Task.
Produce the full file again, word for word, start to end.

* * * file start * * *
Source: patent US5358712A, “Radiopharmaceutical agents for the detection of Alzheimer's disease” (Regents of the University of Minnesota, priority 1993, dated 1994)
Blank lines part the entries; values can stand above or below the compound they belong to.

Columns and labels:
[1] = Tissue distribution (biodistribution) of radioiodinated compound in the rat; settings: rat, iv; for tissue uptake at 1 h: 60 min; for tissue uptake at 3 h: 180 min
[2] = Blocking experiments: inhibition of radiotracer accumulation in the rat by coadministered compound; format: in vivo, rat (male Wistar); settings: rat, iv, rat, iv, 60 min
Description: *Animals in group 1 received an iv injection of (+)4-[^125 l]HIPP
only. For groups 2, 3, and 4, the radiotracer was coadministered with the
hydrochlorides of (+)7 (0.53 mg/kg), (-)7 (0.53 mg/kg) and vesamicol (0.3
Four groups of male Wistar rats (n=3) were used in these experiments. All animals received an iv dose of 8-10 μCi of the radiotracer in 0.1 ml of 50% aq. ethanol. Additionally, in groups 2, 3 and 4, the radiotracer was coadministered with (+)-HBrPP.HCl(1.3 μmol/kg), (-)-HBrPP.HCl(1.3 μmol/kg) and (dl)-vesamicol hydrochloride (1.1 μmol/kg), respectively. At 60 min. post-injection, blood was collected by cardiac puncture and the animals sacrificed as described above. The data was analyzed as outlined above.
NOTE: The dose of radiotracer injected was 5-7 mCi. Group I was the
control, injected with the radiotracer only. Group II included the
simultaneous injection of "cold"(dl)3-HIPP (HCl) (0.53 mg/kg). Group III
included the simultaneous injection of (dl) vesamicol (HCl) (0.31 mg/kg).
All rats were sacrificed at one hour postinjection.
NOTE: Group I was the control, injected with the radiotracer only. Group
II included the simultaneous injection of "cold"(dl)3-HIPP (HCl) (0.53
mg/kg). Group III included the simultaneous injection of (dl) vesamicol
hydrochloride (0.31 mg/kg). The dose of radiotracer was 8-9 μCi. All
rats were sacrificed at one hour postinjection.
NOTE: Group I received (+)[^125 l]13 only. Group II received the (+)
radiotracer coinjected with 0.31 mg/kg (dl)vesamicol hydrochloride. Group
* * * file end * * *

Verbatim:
Source: patent US5358712A, “Radiopharmaceutical agents for the detection of Alzheimer's disease” (Regents of the University of Minnesota, priority 1993, dated 1994)
Blank lines part the entries; values can stand above or below the compound they belong to.

Columns and labels:
[1] = Tissue distribution (biodistribution) of radioiodinated compound in the rat; settings: rat, iv; for tissue uptake at 1 h: 60 min; for tissue uptake at 3 h: 180 min
[2] = Blocking experiments: inhibition of radiotracer accumulation in the rat by coadministered compound; format: in vivo, rat (male Wistar); settings: rat, iv, rat, iv, 60 min
Description: *Animals in group 1 received an iv injection of (+)4-[^125 l]HIPP
only. For groups 2, 3, and 4, the radiotracer was coadministered with the
hydrochlorides of (+)7 (0.53 mg/kg), (-)7 (0.53 mg/kg) and vesamicol (0.3
Four groups of male Wistar rats (n=3) were used in these experiments. All animals received an iv dose of 8-10 μCi of the radiotracer in 0.1 ml of 50% aq. ethanol. Additionally, in groups 2, 3 and 4, the radiotracer was coadministered with (+)-HBrPP.HCl(1.3 μmol/kg), (-)-HBrPP.HCl(1.3 μmol/kg) and (dl)-vesamicol hydrochloride (1.1 μmol/kg), respectively. At 60 min. post-injection, blood was collected by cardiac puncture and the animals sacrificed as described above. The data was analyzed as outlined above.
NOTE: The dose of radiotracer injected was 5-7 mCi. Group I was the
control, injected with the radiotracer only. Group II included the
simultaneous injection of "cold"(dl)3-HIPP (HCl) (0.53 mg/kg). Group III
included the simultaneous injection of (dl) vesamicol (HCl) (0.31 mg/kg).
All rats were sacrificed at one hour postinjection.
NOTE: Group I was the control, injected with the radiotracer only. Group
II included the simultaneous injection of "cold"(dl)3-HIPP (HCl) (0.53
mg/kg). Group III included the simultaneous injection of (dl) vesamicol
hydrochloride (0.31 mg/kg). The dose of radiotracer was 8-9 μCi. All
rats were sacrificed at one hour postinjection.
NOTE: Group I received (+)[^125 l]13 only. Group II received the (+)
radiotracer coinjected with 0.31 mg/kg (dl)vesamicol hydrochloride. Group